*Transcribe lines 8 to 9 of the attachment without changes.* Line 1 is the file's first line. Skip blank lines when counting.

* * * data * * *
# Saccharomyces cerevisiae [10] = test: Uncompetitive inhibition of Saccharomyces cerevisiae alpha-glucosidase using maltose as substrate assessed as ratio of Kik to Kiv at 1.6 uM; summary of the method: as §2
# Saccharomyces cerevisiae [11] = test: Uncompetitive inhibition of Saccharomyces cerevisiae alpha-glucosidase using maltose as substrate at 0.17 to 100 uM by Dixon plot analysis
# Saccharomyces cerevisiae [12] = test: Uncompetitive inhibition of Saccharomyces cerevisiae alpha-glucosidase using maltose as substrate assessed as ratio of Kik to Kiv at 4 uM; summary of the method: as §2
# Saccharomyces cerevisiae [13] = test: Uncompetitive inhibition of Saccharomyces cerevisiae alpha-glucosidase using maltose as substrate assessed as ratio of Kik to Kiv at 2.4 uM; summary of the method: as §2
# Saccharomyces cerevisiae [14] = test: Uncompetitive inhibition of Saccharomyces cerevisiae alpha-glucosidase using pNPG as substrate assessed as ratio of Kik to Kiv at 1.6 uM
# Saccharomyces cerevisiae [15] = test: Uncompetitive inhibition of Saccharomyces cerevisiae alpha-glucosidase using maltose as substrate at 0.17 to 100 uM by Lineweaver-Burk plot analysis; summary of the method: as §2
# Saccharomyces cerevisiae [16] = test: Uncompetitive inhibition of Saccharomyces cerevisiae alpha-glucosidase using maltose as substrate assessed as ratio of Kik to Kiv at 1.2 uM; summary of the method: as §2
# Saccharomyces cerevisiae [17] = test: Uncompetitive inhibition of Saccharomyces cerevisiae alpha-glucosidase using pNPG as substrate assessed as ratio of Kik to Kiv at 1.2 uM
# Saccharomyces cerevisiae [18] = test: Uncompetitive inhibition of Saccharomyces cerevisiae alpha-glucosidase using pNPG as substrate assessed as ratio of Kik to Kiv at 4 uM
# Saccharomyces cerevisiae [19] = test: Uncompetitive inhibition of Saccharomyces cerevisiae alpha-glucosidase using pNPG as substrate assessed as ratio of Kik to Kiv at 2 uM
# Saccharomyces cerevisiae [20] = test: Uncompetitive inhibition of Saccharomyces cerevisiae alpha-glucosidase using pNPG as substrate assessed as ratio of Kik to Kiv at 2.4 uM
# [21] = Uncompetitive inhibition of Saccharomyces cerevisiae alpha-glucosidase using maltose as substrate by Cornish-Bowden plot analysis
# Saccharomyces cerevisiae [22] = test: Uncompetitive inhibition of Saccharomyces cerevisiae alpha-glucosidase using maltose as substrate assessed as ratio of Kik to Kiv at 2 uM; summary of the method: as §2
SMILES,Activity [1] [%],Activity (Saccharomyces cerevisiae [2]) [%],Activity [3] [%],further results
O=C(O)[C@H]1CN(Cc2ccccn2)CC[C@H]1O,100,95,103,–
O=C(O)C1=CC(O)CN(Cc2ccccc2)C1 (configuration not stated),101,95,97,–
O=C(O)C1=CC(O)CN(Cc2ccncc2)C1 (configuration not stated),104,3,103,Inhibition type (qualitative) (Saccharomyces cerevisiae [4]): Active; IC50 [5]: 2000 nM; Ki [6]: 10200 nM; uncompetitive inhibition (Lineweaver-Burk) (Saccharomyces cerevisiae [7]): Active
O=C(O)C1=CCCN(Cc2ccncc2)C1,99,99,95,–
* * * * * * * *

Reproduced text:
# Saccharomyces cerevisiae [17] = test: Uncompetitive inhibition of Saccharomyces cerevisiae alpha-glucosidase using pNPG as substrate assessed as ratio of Kik to Kiv at 1.2 uM
# Saccharomyces cerevisiae [18] = test: Uncompetitive inhibition of Saccharomyces cerevisiae alpha-glucosidase using pNPG as substrate assessed as ratio of Kik to Kiv at 4 uM